13 January, 2018
Researchers at King's College London found that getting more sleep reduced the amount of sugar adults ate, and generally led to a healthier diet in those who reported sleeping less than the recommended minimum for adults of seven hours.
The remaining volunteers did not receive a consultation and were told to go about their normal behaviors and keep their regular schedules.
This isn't the first study to link diet and sleep.
According to the study, published today (Jan. 9) in The American Journal of Clinical Nutrition, lack of sleep that is less than the recommended seven hours a night is linked to various health conditions, including obesity and cardiometabolic diseases which include heart disease, stroke, and diabetes.
Getting more sleep may help you lose weight and improve your diet, according to a United Kingdom study.
The study was originally created to investigate whether or not it was possible to successfully help volunteers extend the amount of time they sleep during the evening through a series of tips and pointers.
NMC Bill disastrous for public health
Therefore, about 3 lakh doctors from the private and government hospital of the country will be on strike today. However, the doctors were wearing black bands as a mark of protest.
Commenting on the findings, the principal investigator, Dr Wendy Hall, from the Department of Nutritional Sciences, said: "The fact that extending sleep led to a reduction in intake of free sugars.suggests that a simple change in lifestyle may really help people to consume healthier diets". During this session, the sleep extension group were given at least four helpful hints to lengthen their sleep time, including information about reducing caffeine intake - having a coffee just before bedtime makes it harder to drop off (who knew?) - and setting up relaxing routines, such as a warm bath and some Kenny G.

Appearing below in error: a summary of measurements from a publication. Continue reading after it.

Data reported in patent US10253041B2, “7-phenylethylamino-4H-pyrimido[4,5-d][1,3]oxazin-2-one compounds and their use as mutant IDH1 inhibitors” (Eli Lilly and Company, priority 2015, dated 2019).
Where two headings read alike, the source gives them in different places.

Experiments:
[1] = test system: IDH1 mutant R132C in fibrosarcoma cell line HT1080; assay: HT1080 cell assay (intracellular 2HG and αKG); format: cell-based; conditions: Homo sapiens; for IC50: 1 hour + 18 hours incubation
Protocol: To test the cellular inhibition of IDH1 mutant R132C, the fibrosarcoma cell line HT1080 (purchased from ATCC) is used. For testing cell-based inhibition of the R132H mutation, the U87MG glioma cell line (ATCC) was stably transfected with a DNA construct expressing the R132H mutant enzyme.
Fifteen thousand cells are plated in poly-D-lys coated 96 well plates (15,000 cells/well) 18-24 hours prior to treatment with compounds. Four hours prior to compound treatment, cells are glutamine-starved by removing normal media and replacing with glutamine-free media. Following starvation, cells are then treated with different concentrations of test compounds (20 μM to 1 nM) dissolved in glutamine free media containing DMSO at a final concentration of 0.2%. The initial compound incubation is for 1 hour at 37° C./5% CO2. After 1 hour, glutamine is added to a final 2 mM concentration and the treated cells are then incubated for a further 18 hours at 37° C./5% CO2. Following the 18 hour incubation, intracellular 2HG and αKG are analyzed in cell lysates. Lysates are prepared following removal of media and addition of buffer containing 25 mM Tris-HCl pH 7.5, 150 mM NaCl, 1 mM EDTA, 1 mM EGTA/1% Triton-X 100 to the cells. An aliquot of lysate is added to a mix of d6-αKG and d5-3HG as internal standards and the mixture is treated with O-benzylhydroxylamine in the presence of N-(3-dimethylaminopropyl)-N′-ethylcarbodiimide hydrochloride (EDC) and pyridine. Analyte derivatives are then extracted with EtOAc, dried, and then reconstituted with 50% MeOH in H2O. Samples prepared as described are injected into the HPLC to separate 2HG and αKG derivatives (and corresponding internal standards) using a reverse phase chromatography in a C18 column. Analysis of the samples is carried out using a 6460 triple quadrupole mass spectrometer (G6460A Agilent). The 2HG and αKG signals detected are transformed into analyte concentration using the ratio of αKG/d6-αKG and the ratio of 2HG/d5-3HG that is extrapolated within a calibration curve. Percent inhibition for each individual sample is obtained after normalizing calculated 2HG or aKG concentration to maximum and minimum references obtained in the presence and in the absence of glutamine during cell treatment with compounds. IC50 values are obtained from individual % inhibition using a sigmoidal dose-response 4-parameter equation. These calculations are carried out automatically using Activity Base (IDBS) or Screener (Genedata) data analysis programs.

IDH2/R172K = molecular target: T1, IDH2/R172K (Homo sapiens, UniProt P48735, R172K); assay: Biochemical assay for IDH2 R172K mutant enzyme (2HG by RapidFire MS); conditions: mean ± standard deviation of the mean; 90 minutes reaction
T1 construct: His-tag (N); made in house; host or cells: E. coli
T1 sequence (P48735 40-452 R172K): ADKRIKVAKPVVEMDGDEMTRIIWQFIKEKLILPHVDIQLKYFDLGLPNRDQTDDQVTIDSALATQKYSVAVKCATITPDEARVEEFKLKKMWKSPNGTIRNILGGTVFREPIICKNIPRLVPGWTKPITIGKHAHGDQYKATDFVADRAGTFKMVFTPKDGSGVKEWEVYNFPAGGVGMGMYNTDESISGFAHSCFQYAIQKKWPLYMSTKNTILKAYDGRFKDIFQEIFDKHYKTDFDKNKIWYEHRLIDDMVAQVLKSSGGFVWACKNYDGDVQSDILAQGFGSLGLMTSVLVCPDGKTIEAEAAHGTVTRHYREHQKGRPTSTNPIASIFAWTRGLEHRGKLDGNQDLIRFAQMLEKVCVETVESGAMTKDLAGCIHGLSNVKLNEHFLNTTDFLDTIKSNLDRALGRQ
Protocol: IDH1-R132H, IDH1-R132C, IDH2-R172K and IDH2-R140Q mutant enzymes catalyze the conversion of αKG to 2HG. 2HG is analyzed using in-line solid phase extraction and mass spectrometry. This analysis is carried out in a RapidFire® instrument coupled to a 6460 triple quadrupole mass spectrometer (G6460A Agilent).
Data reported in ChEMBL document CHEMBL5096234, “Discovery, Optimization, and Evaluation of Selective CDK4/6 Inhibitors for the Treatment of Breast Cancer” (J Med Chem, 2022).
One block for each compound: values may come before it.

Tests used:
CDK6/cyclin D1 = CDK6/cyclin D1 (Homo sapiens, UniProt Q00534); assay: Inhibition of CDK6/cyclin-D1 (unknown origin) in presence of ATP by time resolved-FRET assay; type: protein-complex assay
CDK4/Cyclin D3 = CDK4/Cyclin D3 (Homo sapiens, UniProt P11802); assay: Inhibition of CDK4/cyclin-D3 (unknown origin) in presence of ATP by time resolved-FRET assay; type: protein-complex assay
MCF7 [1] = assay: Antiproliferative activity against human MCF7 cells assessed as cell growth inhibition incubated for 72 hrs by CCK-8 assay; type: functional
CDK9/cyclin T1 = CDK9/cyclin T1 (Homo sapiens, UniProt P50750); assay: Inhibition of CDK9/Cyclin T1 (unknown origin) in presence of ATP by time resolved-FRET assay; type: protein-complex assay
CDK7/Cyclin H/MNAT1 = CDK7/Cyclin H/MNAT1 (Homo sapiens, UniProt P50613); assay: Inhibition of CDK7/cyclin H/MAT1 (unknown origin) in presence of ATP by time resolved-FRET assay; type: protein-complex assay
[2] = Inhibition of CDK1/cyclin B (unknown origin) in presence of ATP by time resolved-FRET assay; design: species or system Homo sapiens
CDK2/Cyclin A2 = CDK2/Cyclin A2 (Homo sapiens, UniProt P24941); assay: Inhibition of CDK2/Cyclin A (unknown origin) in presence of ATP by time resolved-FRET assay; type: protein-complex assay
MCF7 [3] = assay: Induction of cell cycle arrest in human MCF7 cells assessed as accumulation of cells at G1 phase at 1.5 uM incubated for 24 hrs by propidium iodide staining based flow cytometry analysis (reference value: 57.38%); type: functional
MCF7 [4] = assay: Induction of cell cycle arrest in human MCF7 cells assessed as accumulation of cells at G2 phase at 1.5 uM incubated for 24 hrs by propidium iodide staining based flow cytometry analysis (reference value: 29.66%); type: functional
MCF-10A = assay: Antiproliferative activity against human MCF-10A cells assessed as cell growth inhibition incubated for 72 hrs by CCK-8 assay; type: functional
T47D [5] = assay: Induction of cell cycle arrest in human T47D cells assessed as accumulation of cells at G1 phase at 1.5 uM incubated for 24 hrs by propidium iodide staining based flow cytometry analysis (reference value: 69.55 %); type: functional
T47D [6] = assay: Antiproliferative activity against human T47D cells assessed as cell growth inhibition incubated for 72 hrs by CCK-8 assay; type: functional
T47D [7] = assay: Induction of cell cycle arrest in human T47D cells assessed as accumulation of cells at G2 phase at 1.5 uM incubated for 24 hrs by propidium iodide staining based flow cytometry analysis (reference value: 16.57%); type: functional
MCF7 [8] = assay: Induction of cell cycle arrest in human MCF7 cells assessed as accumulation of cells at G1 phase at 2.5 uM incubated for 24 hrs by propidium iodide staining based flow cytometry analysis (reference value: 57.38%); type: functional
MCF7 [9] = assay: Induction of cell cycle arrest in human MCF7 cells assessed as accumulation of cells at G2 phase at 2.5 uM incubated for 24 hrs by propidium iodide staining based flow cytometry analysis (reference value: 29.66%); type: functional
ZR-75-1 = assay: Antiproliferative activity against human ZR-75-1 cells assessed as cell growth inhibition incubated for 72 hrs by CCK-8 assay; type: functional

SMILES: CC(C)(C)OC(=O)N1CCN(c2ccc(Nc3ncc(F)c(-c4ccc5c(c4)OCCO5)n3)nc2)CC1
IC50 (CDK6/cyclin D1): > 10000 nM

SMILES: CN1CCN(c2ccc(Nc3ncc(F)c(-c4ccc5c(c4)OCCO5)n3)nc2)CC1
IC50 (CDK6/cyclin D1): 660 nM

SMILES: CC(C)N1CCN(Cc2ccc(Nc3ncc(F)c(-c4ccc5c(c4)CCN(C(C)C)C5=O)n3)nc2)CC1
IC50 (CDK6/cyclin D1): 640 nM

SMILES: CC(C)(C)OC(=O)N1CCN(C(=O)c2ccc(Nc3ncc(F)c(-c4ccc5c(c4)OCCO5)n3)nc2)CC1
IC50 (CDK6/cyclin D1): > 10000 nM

The group has provided a chart which contained some suggestions to get better sleep. A further 21 control group participants received no intervention in their sleep patterns.
The researchers from King's College London followed 21 healthy short-sleepers who participated in a series of tests in efforts to extend their sleep duration.
There was no difference in the control group. "We have shown that sleep habits can be changed with relative ease in healthy adults using a personalised approach", researcher Haya Al-Khatib said.
He continued that they hope to further examine nutrient intake and sleep patterns, especially in longer-term studies and populations that are at a higher risk of obesity or cardiovascular problems. "It is notoriously hard to change people's health behaviors, and the important thing about our study is that we have established that it is possible to successfully increase time in bed and also sleep duration", she says.